The pawl ratchet mechanism of the PERK design is utilized as a safety net for buckling prevention at a larger knee flexion angle yet allowing extension during stance. This mechanism is disengaged during the swing phase to allow free movement (Figure 2). The ratchet is included as part of both posterior center links. The pawl is designed to be pressed up against the ratchet by a spring during stance and pulled down by an electromagnet during swing. During the stance phase the electromagnet is disengaged and only the spring is pushing against the pawl, engaging the pawl-ratchet mechanism. Since the mechanism limits movement (rotation) to one direction, it can prevent knee bucking but allow knee extension during stance. Therefore, if the knee does not reach full extension just before heel strike, which might occur more often when walking on a rough or uneven terrain, this mechanism would stop the knee from buckling and prevent a fall.  It also allows knee extension from a flexed position for recovery, resulting in a return to a normal stance phase. 

Contact Switch Control Mechanism

Figure 3: The switching mechanism for the pawl-ratchet engaging system using a small pylon displacement. This figure shows the engaged state of the pawl-ratchet system during stance by opening an electric circuit powering an electromagnet that pulls the pawl away from the ratchet as shown in Figure 2.

The release from the pawl-ratchet mechanism during the swing phase was achieved by an electrical circuit consisting of four 18360 batteries, a 12V DC electromagnet rated at 200N pull force and a switching mechanism. The switching mechanism consists of two contact rings, a spring and a pylon with a rectangular bar, which experiences approximately 0.5 mm of vertical displacement (Figure 3). The switching mechanism in the electrical circuit would turn off the electromagnet during stance when the pylon displaces the rectangular bar away from the contact switch. During swing when the switching mechanism does not experience any force from the ground (i.e., ground reaction force), a spring displaces the rectangular bar towards the contact rings, connecting the circuit and turning on the electromagnet. The AR-400 steel that the pawls are made of are a ferrous metal, which allows them to be pulled down and away from the ratchet when the electromagnet is on. This electronic system, working in turn with the locking mechanism of the knee, allows for a cycle of engaging and disengaging the pawl-ratchet mechanism in the knee at proper intervals to simulate the normal walking pattern.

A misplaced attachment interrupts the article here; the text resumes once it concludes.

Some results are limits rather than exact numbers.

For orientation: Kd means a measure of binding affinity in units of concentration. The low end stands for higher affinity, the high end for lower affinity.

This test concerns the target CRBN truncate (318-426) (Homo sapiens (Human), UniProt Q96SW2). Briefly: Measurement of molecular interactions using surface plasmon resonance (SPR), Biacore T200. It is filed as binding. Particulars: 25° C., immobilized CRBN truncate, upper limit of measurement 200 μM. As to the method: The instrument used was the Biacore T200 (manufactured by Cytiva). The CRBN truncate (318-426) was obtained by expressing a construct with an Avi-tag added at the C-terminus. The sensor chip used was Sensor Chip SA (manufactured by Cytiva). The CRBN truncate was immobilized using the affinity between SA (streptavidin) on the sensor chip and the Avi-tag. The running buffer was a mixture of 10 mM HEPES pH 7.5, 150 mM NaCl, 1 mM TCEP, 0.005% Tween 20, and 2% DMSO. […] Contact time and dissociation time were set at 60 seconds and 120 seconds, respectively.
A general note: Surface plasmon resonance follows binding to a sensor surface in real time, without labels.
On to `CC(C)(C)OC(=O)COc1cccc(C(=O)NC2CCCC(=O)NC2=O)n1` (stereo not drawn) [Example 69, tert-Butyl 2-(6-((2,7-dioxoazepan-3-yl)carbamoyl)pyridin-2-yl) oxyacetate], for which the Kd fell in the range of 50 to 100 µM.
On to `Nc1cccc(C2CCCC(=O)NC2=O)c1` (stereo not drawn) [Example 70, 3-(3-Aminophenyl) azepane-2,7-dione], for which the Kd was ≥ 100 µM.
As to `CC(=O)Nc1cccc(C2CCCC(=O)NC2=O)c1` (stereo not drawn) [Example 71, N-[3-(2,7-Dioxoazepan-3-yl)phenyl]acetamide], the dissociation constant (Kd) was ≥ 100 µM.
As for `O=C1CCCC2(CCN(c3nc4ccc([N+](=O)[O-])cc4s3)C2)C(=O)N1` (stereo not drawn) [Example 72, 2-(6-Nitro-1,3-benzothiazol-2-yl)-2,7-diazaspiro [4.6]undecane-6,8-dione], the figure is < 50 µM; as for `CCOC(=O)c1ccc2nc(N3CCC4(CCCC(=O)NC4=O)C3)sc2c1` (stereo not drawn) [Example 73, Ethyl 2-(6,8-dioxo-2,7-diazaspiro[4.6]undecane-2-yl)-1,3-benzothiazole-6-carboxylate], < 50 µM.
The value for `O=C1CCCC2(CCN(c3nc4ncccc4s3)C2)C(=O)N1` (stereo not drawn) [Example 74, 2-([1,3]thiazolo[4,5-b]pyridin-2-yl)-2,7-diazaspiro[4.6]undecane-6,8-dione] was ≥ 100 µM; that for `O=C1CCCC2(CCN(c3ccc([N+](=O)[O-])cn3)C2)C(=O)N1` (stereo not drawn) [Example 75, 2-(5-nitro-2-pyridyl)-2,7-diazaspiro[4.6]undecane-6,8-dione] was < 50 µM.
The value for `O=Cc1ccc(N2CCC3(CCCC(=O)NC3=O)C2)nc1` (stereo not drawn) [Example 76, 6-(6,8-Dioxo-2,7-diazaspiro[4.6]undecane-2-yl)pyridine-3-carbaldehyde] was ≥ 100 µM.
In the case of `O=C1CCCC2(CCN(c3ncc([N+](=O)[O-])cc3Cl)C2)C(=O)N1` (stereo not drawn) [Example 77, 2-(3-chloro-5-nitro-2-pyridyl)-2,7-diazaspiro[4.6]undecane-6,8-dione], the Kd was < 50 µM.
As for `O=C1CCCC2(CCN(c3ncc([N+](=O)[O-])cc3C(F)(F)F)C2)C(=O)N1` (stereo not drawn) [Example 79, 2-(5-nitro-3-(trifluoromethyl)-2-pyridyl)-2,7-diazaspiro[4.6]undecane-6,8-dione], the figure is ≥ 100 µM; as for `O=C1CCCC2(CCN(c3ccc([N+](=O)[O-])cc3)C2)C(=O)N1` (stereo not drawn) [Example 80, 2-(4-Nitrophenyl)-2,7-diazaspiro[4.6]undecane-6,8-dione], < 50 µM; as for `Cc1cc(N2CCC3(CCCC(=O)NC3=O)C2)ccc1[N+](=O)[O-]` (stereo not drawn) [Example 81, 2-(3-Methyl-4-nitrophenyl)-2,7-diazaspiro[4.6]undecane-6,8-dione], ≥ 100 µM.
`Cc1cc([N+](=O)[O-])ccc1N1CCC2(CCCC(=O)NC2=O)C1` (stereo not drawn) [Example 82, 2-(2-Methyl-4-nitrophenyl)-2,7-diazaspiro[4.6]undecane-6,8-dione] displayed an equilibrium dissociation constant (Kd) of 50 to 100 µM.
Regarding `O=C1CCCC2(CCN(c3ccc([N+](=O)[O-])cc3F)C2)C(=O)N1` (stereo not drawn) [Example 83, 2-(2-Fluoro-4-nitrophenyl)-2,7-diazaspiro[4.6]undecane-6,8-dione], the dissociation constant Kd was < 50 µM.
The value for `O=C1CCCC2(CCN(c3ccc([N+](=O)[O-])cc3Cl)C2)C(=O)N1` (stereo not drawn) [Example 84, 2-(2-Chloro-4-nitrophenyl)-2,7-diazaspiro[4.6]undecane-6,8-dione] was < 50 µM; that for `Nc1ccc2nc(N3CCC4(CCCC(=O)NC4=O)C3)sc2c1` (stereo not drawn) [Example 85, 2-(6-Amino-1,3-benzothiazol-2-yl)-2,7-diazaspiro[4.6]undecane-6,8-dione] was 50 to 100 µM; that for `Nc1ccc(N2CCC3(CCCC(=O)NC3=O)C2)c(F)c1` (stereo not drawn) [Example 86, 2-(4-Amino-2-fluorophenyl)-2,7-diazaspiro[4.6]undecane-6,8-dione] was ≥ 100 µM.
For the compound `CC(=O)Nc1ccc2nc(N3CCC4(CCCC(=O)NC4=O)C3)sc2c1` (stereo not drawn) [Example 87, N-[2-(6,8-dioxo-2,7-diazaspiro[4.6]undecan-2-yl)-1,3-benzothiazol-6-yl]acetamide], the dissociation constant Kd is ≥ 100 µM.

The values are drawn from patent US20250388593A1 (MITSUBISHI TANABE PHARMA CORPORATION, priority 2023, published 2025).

Friction Damping Mechanism

Figure 4: The friction damping system to control leg swing. A set-screw with a spring is used to adjust the amount of friction.

For the user to experience natural walking motion without the lower leg snapping forward during the swing phase, the prosthetic knee must decelerate the angular rotation. This was accomplished in the PERK design by implementing the proposed surface friction solution (Figure 4). The rectangular friction block is in a slot in the top of the four-bar linkage. A spring presses the rectangular friction block on to another circular friction block between the inner posterior links of the four-bar linkage. This friction between the rectangular friction block and the circular friction block slows the leg at the end of the swing phase. To meet the needs of different users, the amount of the friction was made adjustable by a set screw easily accessed from the front enables this change in spring compressive force. 


Controlled Static Testing